Good morning and welcome to the February Edition of the Insecure Writer's Support Group. If you aren't familiar with the IWSG or if you want to sign up, click HERE and you'll soon be on your way to joining us for our monthly posts of insecurities and encouragements.
There's a corner in our tiny house that is stacked with boxes. Yesterday I went through those boxes and did some pruning. While doing so, I found a box I thought had long been discarded. It was filled with old files of old story ideas. Tucked into one of the old notebooks was something I'd written two Septembers ago:
In order to move forward some things must be left behind. In order to grow there must be pruning. Things must be trimmed back and tied up before they can stand on their own.
Then the supports are removed and you realize how deep your roots go.
Pairing down from 1600 sq. feet to 700 sq. feet definitely required some pruning but there were things I refused to let go of. The storage shed under our carport can attest to that. Cleaning out the clutter-corner also showed me there are things I'm clinging to that should be let go. Things that are clogging up my creative arteries. They aren't bad. In fact, they are things that people SEE and LOVE and WANT. The problem is they aren't really the direction I should be headed.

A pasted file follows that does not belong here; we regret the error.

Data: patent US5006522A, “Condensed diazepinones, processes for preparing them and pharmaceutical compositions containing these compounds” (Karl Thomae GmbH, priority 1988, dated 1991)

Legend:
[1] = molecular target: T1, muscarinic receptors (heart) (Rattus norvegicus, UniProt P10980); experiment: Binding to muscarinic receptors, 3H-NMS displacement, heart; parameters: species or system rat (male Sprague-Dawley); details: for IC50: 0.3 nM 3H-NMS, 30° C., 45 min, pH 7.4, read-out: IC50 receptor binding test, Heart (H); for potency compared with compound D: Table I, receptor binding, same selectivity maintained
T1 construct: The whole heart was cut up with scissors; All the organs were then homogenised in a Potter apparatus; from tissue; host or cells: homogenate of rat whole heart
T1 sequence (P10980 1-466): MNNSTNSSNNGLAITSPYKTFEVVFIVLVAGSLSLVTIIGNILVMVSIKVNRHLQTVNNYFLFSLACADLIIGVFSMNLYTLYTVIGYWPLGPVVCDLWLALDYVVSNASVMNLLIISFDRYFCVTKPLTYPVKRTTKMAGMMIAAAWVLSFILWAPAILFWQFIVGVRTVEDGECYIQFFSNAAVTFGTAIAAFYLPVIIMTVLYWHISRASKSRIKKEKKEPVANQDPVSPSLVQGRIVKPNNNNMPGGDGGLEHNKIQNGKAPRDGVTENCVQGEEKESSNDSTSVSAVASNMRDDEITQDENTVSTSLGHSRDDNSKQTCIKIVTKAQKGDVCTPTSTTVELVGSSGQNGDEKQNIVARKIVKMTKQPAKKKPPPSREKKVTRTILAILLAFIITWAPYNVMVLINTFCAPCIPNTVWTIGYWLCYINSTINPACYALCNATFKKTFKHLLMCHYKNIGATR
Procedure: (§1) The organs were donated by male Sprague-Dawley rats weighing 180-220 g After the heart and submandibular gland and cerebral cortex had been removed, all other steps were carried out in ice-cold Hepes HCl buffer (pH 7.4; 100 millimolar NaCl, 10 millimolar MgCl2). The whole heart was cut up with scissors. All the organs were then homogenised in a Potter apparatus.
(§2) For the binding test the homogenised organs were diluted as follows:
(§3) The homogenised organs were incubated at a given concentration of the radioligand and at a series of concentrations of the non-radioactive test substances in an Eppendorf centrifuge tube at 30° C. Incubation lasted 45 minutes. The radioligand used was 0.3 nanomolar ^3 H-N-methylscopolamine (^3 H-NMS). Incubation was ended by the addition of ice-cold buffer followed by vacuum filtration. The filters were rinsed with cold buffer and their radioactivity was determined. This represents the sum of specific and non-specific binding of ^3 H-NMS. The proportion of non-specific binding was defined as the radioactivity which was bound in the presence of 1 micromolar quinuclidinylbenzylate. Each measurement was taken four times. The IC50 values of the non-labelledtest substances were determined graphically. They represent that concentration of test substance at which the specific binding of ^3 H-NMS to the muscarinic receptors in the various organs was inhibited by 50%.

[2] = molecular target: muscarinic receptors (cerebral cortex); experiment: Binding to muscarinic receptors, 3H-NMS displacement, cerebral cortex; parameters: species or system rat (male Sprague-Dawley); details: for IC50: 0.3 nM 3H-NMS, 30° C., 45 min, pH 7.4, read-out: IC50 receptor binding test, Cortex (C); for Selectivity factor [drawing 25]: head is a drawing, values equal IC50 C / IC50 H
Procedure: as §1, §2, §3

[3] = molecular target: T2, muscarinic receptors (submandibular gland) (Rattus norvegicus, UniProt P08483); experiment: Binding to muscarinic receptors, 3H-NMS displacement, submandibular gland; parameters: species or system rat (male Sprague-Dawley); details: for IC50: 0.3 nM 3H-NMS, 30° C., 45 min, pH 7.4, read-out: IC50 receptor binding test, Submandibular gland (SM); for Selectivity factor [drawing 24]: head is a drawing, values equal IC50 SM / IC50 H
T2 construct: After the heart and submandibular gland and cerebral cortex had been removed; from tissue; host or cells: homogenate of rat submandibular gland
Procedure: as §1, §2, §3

We all have a light that shines on the path we need to take. It's a dim light and there are always brighter ones trying to distract. For YEARS I've let the brighter, flashier things steer me down smoother transitions and less pot-marked roads. Sure, I tell myself, it will be rough going but at least the hope of success appears closer.
Yesterday I unboxed those old stories, let them breathe. I boxed up some of those flashing lights. A few I have to tend to before I can say goodbye completely but the freedom in shedding some dead skin is such a relief. In letting go of what I thought was the best idea, I found - no - rekindled a deep passion, a passion I thought had died three years ago.
Funny but it was still there, shining, begging me to turn around, asking my feet to dance. Am I insecure about this decision? No. Just a little annoyed by what people may say. But just a little, only because the last thing you need when you FINALLY get on the Right Road is nay-sayers telling you what you SHOULD be up to.
Follow your own light, Dear Reader. It's the only way to forge your own path and write your true story. And don't be afraid if the road looks rugged. It's in the brambles and the hedges and the dark forests that the mysteries lie.